Nearly a year later I launched Living One Handed, a place where I share my experiences and perspectives on living with one hand.  I also figured I’d make some videos showing how I do certain things one-handed.  I mean, I’ve probably been asked how I tie my shoes ten thousand times, so why not just throw it up on the YouTubes?

My goal is to get people to laugh and think and connect with others.  I want people to know that being different is awesome.  I want them to believe that they are wonderfully made.  I want them to be inspired.  I want moms and dads and grandparents to know that their limb-different kids can lead completely normal, yet amazing lives.  And I think it’s working.

So, yeah, I have limitations.  We all do.  But sometimes, when we recognize those limitations, a whole new world of opportunity opens itself to us, too.

Your turn to talk.  Tell us about any limitations that play a role in your life, and how you deal with them.  Oh, and as a bonus for our Creative Giants series, my friend Ed Cyzewski is offering one lucky commenter a free download of his ebook, Creating Space.  Yay!

7 responses to Creative Giants: Ryan Haack is Living One Handed

  1. My biggest (no pun intended) limitation is my weight, but that is pretty much self-inflicted and not what drove me to comment.

    Your story about the little boy like you and his mom is similar to a situation I often find myself in. My Uncle Bob had Down Syndrome. He was not able to live on his own so he spent his life living with my grandparents and, after their deaths, my aunt. He could be temperamental but my memory of Uncle Bob is one of light and love and joy. He had a profound impact on my view of others, especially those with mental, physical, or developmental handicaps – when I encounter someone with a limitation, I see Uncle Bob in them and I automatically love them a little bit.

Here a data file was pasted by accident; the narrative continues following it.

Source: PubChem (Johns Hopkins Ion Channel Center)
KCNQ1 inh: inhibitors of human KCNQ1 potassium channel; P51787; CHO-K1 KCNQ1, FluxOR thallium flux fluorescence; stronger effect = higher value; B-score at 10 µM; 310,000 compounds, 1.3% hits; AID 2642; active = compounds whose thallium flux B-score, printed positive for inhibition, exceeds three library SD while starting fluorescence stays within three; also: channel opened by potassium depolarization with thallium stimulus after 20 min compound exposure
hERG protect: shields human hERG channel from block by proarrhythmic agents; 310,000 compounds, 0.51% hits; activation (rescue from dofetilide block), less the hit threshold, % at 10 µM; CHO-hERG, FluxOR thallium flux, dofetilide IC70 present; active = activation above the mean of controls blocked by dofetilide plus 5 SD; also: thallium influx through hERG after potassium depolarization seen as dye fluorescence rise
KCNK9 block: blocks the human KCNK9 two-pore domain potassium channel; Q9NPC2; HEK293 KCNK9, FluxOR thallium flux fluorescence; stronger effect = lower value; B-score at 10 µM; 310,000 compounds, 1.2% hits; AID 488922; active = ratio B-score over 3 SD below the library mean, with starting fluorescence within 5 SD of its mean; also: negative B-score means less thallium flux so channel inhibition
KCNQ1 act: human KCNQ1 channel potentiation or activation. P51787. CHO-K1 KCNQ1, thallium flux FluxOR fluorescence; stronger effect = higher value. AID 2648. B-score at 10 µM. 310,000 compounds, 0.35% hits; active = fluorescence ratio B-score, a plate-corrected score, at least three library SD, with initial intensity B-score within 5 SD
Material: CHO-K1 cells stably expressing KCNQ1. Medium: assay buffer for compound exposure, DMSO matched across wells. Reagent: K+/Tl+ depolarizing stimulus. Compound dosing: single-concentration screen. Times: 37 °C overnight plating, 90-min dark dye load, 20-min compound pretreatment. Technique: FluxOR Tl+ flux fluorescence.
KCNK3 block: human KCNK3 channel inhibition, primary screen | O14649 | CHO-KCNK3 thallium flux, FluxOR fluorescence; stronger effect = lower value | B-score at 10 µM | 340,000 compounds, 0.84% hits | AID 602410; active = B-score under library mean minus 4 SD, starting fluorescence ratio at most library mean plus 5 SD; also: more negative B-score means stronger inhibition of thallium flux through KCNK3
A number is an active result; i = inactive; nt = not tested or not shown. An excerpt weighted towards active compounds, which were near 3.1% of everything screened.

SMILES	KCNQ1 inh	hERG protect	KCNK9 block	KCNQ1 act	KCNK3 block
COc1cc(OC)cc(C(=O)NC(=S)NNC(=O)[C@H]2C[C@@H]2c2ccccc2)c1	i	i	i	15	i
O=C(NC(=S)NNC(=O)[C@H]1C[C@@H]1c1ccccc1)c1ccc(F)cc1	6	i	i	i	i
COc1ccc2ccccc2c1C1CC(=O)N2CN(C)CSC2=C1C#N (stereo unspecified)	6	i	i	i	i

Whenever I see a family with a young child with Down Syndrome, I want to share with them how Uncle Bob shaped my life and assure them that their child is and will continue to be a huge, unexpected blessing to them and to so many people. Like you, I want to hug them and tell them everything is going to be fine!

  2. Incidentally, Matt, the cartoon of Ryan looks like the one of yourself that you used to have–same artist?

    I had a chance to peek at Ryan’s blog–very funny stuff. My sister was born with a brachial plexus injury and had little to no use of her left hand, so I remember her talking about some of the same stuff Ryan mentions (she wore a brace a lot of the time, so she got a lot of “How’d you break your arm?”). Trying to get the cap off her lip gloss was a big challenge.

    As for myself, I’ve never had any physical limitations to deal with, other than clumsiness. My biggest limitations have been more internal–being introverted with a big dose of social anxiety thrown in. It took a long time for me to accept the fact that no matter what I do, I’ll never be the essential guest at any party, nor will I ever know 20 women well enough to ask them to be bridesmaids. I’ll never be able to “fake” being charming or charismatic, and I’m totally okay with that–in fact it’s so much less stressful now that I’ve quit trying. :)

  3. Abby – You’re exactly right! I saw that caricature of Matt last year sometime and contacted the artist, Wes Molebash, to do my logo. He’s awesome!

    Thanks for your kind words about my blog! And I, too, am an introvert. I know exactly what you’re talking about. hehe

  4. WOW I can ID with that mickey d interaction but where is the rest of it? Oh my Uncles brother has the same arm he got it stuck in a corn shucker blah blah blah